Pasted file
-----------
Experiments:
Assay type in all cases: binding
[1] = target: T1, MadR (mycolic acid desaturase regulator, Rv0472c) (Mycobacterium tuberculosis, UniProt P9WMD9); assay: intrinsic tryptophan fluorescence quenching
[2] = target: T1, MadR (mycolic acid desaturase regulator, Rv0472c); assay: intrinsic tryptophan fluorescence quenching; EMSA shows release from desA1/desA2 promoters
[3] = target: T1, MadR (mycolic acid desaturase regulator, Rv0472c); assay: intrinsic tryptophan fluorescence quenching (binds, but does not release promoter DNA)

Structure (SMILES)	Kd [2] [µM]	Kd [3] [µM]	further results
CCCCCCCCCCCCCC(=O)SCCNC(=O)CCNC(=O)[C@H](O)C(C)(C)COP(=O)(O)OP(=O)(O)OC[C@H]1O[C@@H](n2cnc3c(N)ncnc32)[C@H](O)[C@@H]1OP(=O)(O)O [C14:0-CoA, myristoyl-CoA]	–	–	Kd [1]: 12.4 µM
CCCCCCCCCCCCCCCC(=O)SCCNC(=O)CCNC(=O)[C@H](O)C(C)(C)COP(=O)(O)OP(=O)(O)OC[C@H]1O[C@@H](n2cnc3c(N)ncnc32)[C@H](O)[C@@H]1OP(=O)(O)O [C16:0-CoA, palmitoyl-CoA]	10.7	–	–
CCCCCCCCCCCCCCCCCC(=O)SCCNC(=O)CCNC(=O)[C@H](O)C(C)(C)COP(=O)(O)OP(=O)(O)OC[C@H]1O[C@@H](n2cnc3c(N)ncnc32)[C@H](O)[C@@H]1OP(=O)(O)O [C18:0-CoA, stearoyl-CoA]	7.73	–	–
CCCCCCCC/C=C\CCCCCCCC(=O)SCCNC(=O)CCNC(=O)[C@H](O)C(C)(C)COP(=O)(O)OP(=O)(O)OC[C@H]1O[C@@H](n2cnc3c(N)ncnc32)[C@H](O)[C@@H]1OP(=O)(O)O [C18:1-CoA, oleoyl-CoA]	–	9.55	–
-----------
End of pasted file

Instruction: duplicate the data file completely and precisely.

Experiments:
Assay type in all cases: binding
[1] = target: T1, MadR (mycolic acid desaturase regulator, Rv0472c) (Mycobacterium tuberculosis, UniProt P9WMD9); assay: intrinsic tryptophan fluorescence quenching
[2] = target: T1, MadR (mycolic acid desaturase regulator, Rv0472c); assay: intrinsic tryptophan fluorescence quenching; EMSA shows release from desA1/desA2 promoters
[3] = target: T1, MadR (mycolic acid desaturase regulator, Rv0472c); assay: intrinsic tryptophan fluorescence quenching (binds, but does not release promoter DNA)

Structure (SMILES)	Kd [2] [µM]	Kd [3] [µM]	further results
CCCCCCCCCCCCCC(=O)SCCNC(=O)CCNC(=O)[C@H](O)C(C)(C)COP(=O)(O)OP(=O)(O)OC[C@H]1O[C@@H](n2cnc3c(N)ncnc32)[C@H](O)[C@@H]1OP(=O)(O)O [C14:0-CoA, myristoyl-CoA]	–	–	Kd [1]: 12.4 µM
CCCCCCCCCCCCCCCC(=O)SCCNC(=O)CCNC(=O)[C@H](O)C(C)(C)COP(=O)(O)OP(=O)(O)OC[C@H]1O[C@@H](n2cnc3c(N)ncnc32)[C@H](O)[C@@H]1OP(=O)(O)O [C16:0-CoA, palmitoyl-CoA]	10.7	–	–
CCCCCCCCCCCCCCCCCC(=O)SCCNC(=O)CCNC(=O)[C@H](O)C(C)(C)COP(=O)(O)OP(=O)(O)OC[C@H]1O[C@@H](n2cnc3c(N)ncnc32)[C@H](O)[C@@H]1OP(=O)(O)O [C18:0-CoA, stearoyl-CoA]	7.73	–	–
CCCCCCCC/C=C\CCCCCCCC(=O)SCCNC(=O)CCNC(=O)[C@H](O)C(C)(C)COP(=O)(O)OP(=O)(O)OC[C@H]1O[C@@H](n2cnc3c(N)ncnc32)[C@H](O)[C@@H]1OP(=O)(O)O [C18:1-CoA, oleoyl-CoA]	–	9.55	–